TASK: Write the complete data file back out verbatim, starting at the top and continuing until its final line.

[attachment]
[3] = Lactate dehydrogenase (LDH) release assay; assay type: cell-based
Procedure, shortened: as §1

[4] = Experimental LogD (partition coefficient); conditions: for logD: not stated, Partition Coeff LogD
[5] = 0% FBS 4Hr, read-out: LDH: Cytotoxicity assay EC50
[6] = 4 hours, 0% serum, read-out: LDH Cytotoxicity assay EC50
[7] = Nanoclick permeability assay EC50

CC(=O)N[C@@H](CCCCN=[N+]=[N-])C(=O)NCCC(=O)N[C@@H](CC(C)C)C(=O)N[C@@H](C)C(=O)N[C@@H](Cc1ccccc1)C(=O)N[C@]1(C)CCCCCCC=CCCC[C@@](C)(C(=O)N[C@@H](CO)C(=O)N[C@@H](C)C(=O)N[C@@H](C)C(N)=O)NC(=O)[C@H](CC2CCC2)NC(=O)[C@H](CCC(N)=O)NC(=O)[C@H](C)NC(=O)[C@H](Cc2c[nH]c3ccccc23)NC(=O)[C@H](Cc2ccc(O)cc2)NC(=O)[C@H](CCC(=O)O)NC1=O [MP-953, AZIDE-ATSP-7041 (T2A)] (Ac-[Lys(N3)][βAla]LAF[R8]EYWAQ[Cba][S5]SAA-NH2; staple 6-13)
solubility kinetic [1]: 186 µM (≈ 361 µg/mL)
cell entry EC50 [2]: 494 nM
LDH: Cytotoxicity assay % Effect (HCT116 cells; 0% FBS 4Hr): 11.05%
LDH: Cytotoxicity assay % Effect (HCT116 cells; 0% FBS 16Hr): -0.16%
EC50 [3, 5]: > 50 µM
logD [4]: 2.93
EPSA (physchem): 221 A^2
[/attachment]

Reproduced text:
[3] = Lactate dehydrogenase (LDH) release assay; assay type: cell-based
Procedure, shortened: as §1

[4] = Experimental LogD (partition coefficient); conditions: for logD: not stated, Partition Coeff LogD
[5] = 0% FBS 4Hr, read-out: LDH: Cytotoxicity assay EC50
[6] = 4 hours, 0% serum, read-out: LDH Cytotoxicity assay EC50
[7] = Nanoclick permeability assay EC50

CC(=O)N[C@@H](CCCCN=[N+]=[N-])C(=O)NCCC(=O)N[C@@H](CC(C)C)C(=O)N[C@@H](C)C(=O)N[C@@H](Cc1ccccc1)C(=O)N[C@]1(C)CCCCCCC=CCCC[C@@](C)(C(=O)N[C@@H](CO)C(=O)N[C@@H](C)C(=O)N[C@@H](C)C(N)=O)NC(=O)[C@H](CC2CCC2)NC(=O)[C@H](CCC(N)=O)NC(=O)[C@H](C)NC(=O)[C@H](Cc2c[nH]c3ccccc23)NC(=O)[C@H](Cc2ccc(O)cc2)NC(=O)[C@H](CCC(=O)O)NC1=O [MP-953, AZIDE-ATSP-7041 (T2A)] (Ac-[Lys(N3)][βAla]LAF[R8]EYWAQ[Cba][S5]SAA-NH2; staple 6-13)
solubility kinetic [1]: 186 µM (≈ 361 µg/mL)
cell entry EC50 [2]: 494 nM
LDH: Cytotoxicity assay % Effect (HCT116 cells; 0% FBS 4Hr): 11.05%
LDH: Cytotoxicity assay % Effect (HCT116 cells; 0% FBS 16Hr): -0.16%
EC50 [3, 5]: > 50 µM
logD [4]: 2.93
EPSA (physchem): 221 A^2